Addition of angiotensin-converting enzyme inhibitors to beta-blockers has a distinct effect on hispanics compared with african americans and whites with heart failure and reduced ejection fraction: a propensity score-matching study

Parham Eshtehardi, Mohan Pamerla, M Khalid Mojadidi, David Goodman-Meza, Ninel Hovnanians, Anupam Gupta, Florentino Lupercio, Jeremy A Mazurek, Ronald Zolty
Journal of Cardiac Failure 2015, 21 (6): 448-56

BACKGROUND: There are currently no data on the efficacy of angiotensin-converting enzyme inhibitors (ACEis) in Hispanic patients with heart failure (HF) and reduced ejection fraction (HFrEF). We aimed to investigate the effect of adding ACEis to beta-blockers on mortality and hospitalization for HF exacerbation in patients with HFrEF stratified by race/ethnicity.

METHODS AND RESULTS: From Montefiore Medical Center's 3 large hospitals, 618 consecutive patients with HFrEF (left ventricular ejection fraction [LVEF] <35%) who were on a beta-blocker were retrospectively identified. Patients were divided into 2 groups based on whether or not they were on an ACEi for 24 consecutive months. Propensity score matching including all baseline characteristics was performed and patients were then categorized into 3 groups: African Americans, Hispanics, and Whites/Caucasians. We evaluated 2-year all-cause mortality and 2-year hospitalization for HF exacerbation. Of 618 patients, 66% were categorized as ACEi and 34% as no-ACEi. Four hundred twenty-seven patients were matched 2:1 between the ACEi and no-ACEi groups. After matching, overall 2-year mortality and hospitalization rates were similar between ACEi and no-ACEi (12.4% vs 17.8%, hazard ratio [HR] 0.66, 95% confidence interval [CI] 0.38-1.16; P = .14; and 8.1% vs 9.5%, HR 0.84, 95% CI 0.44-1.60; P = .6; respectively). After stratifying patients based on race/ethnicity, ACEi demonstrated a lower 2-year mortality compared with no-ACEi in Hispanics (9.8% vs 28.4%, HR 0.33, 95% CI 0.13-0.87; P = .018) but not in African Americans (17.0% vs 11.8%, HR 0.94, 95% CI 0.34-2.65; P = .91) or Whites (9.2% vs 10.3%, HR 0.89, 95% CI 0.29-2.74; P = .83). Two-year hospitalization was not different between ACEi and no-ACEi in Hispanics, African Americans, or Whites (all P = NS). In multivariate analysis, ACEi therapy was an independent predictor of lower 2-year mortality (HR 0.33, 95% CI 0.12-0.89; P = .028) in Hispanics only.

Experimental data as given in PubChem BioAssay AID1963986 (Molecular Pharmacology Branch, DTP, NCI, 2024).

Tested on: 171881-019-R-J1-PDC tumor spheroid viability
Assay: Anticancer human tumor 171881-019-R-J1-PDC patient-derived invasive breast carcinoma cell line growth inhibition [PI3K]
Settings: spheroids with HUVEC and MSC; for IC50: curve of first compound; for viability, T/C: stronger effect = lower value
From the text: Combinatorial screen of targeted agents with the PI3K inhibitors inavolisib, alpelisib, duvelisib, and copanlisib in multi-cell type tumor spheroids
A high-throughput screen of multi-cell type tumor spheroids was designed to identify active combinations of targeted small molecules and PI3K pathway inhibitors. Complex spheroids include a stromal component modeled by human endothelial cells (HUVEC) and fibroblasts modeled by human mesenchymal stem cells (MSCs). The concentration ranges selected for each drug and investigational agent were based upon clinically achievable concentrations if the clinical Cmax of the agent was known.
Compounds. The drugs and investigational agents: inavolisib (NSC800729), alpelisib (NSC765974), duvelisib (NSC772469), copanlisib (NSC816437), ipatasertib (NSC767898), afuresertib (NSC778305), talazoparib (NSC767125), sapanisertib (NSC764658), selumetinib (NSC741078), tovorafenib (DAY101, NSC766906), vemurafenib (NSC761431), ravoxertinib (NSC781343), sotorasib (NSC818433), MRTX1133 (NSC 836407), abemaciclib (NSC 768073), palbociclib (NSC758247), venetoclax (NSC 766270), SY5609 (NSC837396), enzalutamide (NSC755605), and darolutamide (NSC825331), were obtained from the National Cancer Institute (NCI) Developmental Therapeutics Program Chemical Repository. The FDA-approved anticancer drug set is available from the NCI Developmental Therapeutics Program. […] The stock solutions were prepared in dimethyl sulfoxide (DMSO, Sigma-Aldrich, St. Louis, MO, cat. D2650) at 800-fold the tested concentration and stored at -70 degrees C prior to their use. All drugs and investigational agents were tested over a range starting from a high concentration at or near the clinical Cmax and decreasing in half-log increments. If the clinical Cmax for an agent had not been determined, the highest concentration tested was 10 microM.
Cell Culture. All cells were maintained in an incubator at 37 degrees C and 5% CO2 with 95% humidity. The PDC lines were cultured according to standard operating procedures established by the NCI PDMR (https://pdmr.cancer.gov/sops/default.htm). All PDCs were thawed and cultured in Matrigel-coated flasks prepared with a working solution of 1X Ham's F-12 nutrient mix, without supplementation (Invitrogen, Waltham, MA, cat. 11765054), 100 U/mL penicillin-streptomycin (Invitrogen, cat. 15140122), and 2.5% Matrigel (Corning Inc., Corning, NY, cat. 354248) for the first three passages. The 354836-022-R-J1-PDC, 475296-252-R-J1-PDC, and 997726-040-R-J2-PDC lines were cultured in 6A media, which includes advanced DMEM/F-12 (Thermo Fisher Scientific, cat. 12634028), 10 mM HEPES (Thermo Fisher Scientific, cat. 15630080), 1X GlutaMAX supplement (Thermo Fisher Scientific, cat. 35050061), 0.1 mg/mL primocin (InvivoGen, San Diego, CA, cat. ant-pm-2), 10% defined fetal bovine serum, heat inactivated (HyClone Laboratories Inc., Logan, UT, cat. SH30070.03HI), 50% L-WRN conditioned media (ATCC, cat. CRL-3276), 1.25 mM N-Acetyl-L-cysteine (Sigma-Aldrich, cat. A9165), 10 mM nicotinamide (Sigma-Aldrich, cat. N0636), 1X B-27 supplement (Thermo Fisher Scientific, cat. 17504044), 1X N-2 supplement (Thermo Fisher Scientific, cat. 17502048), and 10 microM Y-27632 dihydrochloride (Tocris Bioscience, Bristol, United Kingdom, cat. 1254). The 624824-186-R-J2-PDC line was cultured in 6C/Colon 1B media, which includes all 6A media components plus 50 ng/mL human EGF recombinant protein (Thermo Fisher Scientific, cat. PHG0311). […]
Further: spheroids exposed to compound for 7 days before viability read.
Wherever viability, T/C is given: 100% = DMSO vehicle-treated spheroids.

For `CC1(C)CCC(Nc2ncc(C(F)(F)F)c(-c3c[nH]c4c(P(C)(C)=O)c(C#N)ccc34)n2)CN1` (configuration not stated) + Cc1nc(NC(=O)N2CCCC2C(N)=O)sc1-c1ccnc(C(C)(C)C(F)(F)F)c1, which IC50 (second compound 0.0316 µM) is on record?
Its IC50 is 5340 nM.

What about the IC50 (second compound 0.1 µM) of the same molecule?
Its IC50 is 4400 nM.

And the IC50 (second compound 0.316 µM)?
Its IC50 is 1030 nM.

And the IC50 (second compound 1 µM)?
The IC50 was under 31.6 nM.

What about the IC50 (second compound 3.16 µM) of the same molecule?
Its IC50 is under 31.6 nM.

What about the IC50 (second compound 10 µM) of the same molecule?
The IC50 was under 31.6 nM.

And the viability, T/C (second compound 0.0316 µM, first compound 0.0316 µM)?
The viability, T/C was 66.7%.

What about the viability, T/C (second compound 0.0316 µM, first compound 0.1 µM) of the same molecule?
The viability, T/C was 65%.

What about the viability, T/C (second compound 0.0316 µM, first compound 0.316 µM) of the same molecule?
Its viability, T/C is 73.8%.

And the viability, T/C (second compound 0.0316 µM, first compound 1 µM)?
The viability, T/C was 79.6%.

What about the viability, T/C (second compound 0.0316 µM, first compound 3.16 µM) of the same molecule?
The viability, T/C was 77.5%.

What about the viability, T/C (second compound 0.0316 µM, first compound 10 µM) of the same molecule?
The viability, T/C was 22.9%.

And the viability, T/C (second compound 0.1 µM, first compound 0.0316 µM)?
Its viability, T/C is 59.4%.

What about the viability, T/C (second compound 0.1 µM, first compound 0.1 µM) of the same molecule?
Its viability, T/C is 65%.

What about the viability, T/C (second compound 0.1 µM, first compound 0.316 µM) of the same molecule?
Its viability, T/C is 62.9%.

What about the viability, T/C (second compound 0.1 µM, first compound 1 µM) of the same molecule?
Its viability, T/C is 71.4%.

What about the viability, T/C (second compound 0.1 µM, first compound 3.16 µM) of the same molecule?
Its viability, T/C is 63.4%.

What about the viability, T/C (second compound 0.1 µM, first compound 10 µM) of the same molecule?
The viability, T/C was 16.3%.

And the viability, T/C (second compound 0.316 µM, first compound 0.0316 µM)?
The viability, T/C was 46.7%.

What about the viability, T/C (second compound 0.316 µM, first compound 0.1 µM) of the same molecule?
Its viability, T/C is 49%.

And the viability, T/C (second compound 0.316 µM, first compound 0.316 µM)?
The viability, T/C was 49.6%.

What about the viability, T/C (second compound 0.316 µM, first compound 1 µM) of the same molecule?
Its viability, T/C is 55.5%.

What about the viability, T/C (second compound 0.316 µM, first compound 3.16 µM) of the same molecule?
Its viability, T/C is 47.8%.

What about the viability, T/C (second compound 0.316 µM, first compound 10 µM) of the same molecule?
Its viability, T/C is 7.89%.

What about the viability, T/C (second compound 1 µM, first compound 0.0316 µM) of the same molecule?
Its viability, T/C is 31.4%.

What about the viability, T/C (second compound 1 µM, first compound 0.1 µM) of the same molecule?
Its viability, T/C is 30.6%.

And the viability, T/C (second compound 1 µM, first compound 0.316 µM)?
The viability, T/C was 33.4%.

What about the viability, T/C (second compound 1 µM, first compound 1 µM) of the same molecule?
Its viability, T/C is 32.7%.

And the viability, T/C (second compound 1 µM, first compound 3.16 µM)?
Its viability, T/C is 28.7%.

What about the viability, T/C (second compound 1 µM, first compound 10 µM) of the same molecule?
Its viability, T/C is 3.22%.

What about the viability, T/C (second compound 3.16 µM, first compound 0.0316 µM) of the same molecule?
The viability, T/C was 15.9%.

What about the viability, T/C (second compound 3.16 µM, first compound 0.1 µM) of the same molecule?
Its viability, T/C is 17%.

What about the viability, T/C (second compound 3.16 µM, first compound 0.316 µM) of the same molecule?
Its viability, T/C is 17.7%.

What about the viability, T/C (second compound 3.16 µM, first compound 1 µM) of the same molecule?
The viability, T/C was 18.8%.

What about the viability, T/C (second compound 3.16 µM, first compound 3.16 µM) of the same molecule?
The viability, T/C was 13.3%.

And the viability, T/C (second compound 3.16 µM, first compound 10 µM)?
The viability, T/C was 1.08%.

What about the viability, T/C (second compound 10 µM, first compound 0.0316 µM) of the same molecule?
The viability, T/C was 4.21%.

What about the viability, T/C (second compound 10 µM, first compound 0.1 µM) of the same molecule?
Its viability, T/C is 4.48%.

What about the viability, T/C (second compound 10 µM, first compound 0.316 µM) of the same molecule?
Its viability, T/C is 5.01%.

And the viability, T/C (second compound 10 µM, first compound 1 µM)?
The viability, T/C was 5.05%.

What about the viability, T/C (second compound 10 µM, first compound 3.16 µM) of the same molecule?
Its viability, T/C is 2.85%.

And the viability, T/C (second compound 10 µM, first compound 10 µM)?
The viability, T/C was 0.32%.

CONCLUSIONS: In this retrospective propensity-matched study of patients with HFrEF who were on a beta-blocker, ACEi therapy was associated with greater mortality reduction in Hispanic patients compared with African Americans and Whites. These findings need to be confirmed in large national studies that include a significant fraction of Hispanic patients.

Full Text Links

Find Full Text Links for this Article


You are not logged in. Sign Up or Log In to join the discussion.

Related Papers

Remove bar
Read by QxMD icon Read

Search Tips

Use Boolean operators: AND/OR

diabetic AND foot
diabetes OR diabetic

Exclude a word using the 'minus' sign

Virchow -triad

Use Parentheses

water AND (cup OR glass)

Add an asterisk (*) at end of a word to include word stems

Neuro* will search for Neurology, Neuroscientist, Neurological, and so on

Use quotes to search for an exact phrase

"primary prevention of cancer"
(heart or cardiac or cardio*) AND arrest -"American Heart Association"